New story in Shoreline of Infinity

I'm back! Well, I was never away, just indulging in my favourite pastime of not getting around to the blog.

As you'll see, the whole place has been reorganised a little and - hopefully - is both more logical and a tiny bit smarter-looking. Like that box with Survival Game inside it over there on the far right. That's my new book! Go click on the link and pre-order it, why won't you? Me? Don't worry about me. I'll be right here and waiting. Only a couple of months to go before it's in your sticky, sticky hands!

Glad to say I've sold another short story, called Senseless, to a newish UK science fiction (print and ebook) magazine called Shoreline of Infinity. Even better, it's a Scottish science fiction magazine, based out of Edinburgh. Senseless will be in their fourth issue, coming out in June. Go check out the link and buy a copy.

This last year has definitely been a relatively productive year for me, in terms of short fiction. Two other stories are doing the rounds of different markets, and a few more are lurking in the back of my head waiting to be written.


In Progress

I think that's at least the majority of the website tinkering done, although there's still lots of links to be fixed and the like. I've also decided to set up a mailing list, which is the next big thing I have to take care of.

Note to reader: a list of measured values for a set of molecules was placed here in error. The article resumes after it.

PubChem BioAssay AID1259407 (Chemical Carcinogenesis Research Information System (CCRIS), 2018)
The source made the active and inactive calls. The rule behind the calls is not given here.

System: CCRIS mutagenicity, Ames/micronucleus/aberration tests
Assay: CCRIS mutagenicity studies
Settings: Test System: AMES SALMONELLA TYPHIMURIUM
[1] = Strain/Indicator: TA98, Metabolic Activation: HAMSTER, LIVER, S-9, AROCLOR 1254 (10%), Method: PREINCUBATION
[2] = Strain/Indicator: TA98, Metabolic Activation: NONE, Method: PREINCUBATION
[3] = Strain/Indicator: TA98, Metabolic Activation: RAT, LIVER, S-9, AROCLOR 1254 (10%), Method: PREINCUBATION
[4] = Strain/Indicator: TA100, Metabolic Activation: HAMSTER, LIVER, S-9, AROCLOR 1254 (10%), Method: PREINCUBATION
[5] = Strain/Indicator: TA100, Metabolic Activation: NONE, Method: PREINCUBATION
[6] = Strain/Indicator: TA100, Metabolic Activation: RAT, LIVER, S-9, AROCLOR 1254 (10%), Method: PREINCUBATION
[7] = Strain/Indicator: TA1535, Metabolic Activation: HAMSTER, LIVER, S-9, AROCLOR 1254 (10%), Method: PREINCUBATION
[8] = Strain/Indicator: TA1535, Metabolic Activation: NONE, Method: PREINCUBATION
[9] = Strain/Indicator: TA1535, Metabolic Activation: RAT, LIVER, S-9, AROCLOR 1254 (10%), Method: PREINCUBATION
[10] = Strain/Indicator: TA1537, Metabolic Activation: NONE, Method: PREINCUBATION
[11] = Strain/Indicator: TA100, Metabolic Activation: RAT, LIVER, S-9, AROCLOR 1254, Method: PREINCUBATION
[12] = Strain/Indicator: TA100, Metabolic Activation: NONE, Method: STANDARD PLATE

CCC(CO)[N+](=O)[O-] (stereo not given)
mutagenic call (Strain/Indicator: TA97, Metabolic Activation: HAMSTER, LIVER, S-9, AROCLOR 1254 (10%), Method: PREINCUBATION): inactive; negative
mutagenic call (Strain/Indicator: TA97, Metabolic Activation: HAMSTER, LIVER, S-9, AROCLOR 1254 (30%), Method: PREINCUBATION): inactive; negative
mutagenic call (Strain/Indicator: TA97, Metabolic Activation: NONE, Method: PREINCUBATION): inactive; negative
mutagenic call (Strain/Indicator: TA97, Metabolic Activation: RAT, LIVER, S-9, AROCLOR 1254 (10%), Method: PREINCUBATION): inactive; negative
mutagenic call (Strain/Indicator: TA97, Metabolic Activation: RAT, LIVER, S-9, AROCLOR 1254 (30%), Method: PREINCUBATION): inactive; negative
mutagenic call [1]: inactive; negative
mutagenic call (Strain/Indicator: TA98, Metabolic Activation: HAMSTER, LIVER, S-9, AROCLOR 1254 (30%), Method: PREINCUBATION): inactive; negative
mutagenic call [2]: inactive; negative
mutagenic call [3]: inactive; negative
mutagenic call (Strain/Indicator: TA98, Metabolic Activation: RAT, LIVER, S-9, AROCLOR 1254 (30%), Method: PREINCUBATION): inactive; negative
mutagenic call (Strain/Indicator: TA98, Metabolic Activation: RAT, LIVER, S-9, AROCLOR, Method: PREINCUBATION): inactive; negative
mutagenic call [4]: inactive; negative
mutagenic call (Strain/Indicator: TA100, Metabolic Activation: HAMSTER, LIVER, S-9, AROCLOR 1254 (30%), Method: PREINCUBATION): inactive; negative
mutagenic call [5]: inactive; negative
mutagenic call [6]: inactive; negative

I liked the way the website before, but it had two big problems: the way I'd set it up, for various under-the-hood reasons, was very hard to update outside of blog posts, which is why so much of it is still somewhat out of date. That had to change. The other big problem, at least to me, is that as much as I liked the static landing page with its artwork, it introduced an extra click for a user to make. I wanted them to get as much relevant information about me and the books as possible, which meant going straight to that information. That's going to mean another static landing page, probably combining the 'About Me' page with current news and forthcoming work. Hopefully I'll get to that in the next week.

In the meantime, the Work in Progress continues: the current word count is about seventy thousand words, and I can figure on getting this first draft finished, probably, sometime in early April. The working title is Field of Bones, but it doesn't exactly suggest a Hard SF planetary adventure, at least not to me. Probably I'm going to have some hard thinking on the title.

And it really is a rough draft. I'm not quite sure why, but for just about the first time in my life I've ploughed straight through the story without stopping to tinker and fix things. I've not gone back to rewrite anything, and instead of spending countless hours online trying to find some minute piece of information, I'm making use of textual placeholders and, basically, not worrying about it. This is good, I think, because that tendency towards tinkering is perhaps better suited to the editing process. And, in the past, I've spent inordinate times tinkering only to realise the section I was tinkering with had to be chopped.

So in terms of how I approach writing a novel, I think we can consider this an improvement. 



Temporary post: If things are looking a bit skewiffy around here, it's because I'm making some under-the-hood changes to the webpage. All back to normal soon.

UPDATE: Still fiddling, and probably will be for another couple of days at least. 


Quick review - Random Acts of Senseless Violence by Jack Womack